The Coronavirus (COVID-19) has made a significant impact on the global economy, altering the way businesses operate. The KMK Law multi-disciplinary Coronavirus COVID-19 Response Team provides some answers below to your most frequently asked questions.
We will continue to update this page as the situation develops. Check back regularly for updates from our team on areas of law impacted by the COVID-19 outbreak. Please feel free to contact any member of the KMK Coronavirus (COVID-19) Response Team for further assistance.
Closure of Non-Essential Businesses
Does the government consider my business essential?
State and local governments across the country have implemented “Stay in Place Orders” or other orders that require the closure of businesses that are “non-essential” or not “life-sustaining”. We all view our businesses essential to the overall economy, but governments are beginning to determine what sort of businesses are essential and therefore permitted to remain. Neither “essential” or “life-sustaining” are legal terms that require governments to make a certain decision. Instead, relevant state laws give governmental authorities wide discretion to make that determination.
In making this determination, a number of states are looking to guidance recently issued by the U.S. Department of Homeland Security Cybersecurity & Infrastructure Security Agency (“CISA”). CISA has developed an initial list of “Essential Critical Infrastructure Workers” to help State and local officials as they work to protect their communities, while ensuring continuity of functions critical to public health and safety, as well as economic and national security. This guidance identifies workers who conduct a range of operations that CISA has deemed essential to continued critical infrastructure viability, including staffing operations centers, maintaining and repairing critical infrastructure, operating call centers, working construction, and performance management functions among others. The industries they support represent, but are not necessarily limited to, medical and healthcare, telecommunications, information technology systems, defense, food and agriculture, transportation and logistics, energy, water and wastewater, law enforcement and public works. In considering whether your business is or is likely to be deemed essential, the CISA Guidance will serve as a helpful starting point. The Guidance, however, is not necessarily authoritative for all businesses in all regions. Some state and local agencies have taken a broader viewpoint as to what constitutes an essential businesses and other agencies have taken a narrower approach. For example, Pennsylvania has created its own list of what it deems a Life-Sustaining Business.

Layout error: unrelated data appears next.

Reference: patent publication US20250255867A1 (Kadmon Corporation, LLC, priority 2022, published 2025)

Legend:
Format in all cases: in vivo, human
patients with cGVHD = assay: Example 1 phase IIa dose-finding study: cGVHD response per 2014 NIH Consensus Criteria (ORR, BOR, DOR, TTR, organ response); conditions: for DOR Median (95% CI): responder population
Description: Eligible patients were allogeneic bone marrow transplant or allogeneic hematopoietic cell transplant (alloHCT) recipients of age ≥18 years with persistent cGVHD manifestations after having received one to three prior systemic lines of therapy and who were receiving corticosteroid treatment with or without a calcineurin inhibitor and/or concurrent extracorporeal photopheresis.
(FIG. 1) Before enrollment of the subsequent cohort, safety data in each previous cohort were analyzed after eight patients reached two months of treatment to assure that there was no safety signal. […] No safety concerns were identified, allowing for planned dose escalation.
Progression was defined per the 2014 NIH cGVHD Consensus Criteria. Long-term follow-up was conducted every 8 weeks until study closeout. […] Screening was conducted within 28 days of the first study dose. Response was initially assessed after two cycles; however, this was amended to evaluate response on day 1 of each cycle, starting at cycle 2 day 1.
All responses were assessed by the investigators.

The Director of the Ohio Department of Health issued a Stay at Home Order on March 22, 2020, effective on March 23, 2020 at 11:59 pm, providing that, absent numerous exceptions, all individuals currently living within Ohio are ordered to stay at home or their place of residence. The order continues until April 6 unless earlier rescinded. Importantly, all “Essential Businesses and Operations are encouraged to remain open.” The Ohio order outlines the listing of Essential Businesses and Operations. Numerous businesses and operations are expressly called out as exceptions to the order, including, but not limited to, the following: business involved in providing food, groceries or medicine to consumers; financial institutions and insurance companies; businesses that sell, manufacture, or supply other "Essential Businesses and Operations" with the support or materials necessary to operate; professional services, such as legal services, accounting services, insurance services, and real estate services; and manufacturing companies, distributors, and supply chain companies producing and supplying essential products and services in and for industries such as pharmaceutical, technology, biotechnology, healthcare, chemicals and sanitization, waste pickup and disposal, agriculture, food and beverage, transportation, energy, steel and steel products, petroleum and fuel, mining, construction, national defense, and communications. The Ohio order is self-executing for Essential Businesses, so no special permission is required from the State to be considered an Essential Business. A copy of the Ohio order can be found here.